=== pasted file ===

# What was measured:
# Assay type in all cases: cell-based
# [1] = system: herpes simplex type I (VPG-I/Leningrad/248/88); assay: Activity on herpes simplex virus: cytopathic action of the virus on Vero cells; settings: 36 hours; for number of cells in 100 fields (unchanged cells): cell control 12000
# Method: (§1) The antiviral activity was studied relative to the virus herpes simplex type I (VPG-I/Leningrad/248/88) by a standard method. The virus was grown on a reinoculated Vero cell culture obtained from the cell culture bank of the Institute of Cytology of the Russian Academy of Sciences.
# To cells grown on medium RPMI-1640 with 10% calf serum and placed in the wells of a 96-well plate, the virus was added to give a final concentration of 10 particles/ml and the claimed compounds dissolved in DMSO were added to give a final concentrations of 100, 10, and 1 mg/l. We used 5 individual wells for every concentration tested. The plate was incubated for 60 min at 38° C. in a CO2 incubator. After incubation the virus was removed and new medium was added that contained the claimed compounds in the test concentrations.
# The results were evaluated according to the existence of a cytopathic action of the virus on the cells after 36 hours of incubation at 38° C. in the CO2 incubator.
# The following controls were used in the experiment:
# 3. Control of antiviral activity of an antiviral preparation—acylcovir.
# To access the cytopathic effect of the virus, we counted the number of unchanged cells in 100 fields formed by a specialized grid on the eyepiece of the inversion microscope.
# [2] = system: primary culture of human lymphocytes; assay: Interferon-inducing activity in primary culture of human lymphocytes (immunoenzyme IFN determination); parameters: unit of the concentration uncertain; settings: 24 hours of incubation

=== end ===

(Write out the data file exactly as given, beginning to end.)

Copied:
# What was measured:
# Assay type in all cases: cell-based
# [1] = system: herpes simplex type I (VPG-I/Leningrad/248/88); assay: Activity on herpes simplex virus: cytopathic action of the virus on Vero cells; settings: 36 hours; for number of cells in 100 fields (unchanged cells): cell control 12000
# Method: (§1) The antiviral activity was studied relative to the virus herpes simplex type I (VPG-I/Leningrad/248/88) by a standard method. The virus was grown on a reinoculated Vero cell culture obtained from the cell culture bank of the Institute of Cytology of the Russian Academy of Sciences.
# To cells grown on medium RPMI-1640 with 10% calf serum and placed in the wells of a 96-well plate, the virus was added to give a final concentration of 10 particles/ml and the claimed compounds dissolved in DMSO were added to give a final concentrations of 100, 10, and 1 mg/l. We used 5 individual wells for every concentration tested. The plate was incubated for 60 min at 38° C. in a CO2 incubator. After incubation the virus was removed and new medium was added that contained the claimed compounds in the test concentrations.
# The results were evaluated according to the existence of a cytopathic action of the virus on the cells after 36 hours of incubation at 38° C. in the CO2 incubator.
# The following controls were used in the experiment:
# 3. Control of antiviral activity of an antiviral preparation—acylcovir.
# To access the cytopathic effect of the virus, we counted the number of unchanged cells in 100 fields formed by a specialized grid on the eyepiece of the inversion microscope.
# [2] = system: primary culture of human lymphocytes; assay: Interferon-inducing activity in primary culture of human lymphocytes (immunoenzyme IFN determination); parameters: unit of the concentration uncertain; settings: 24 hours of incubation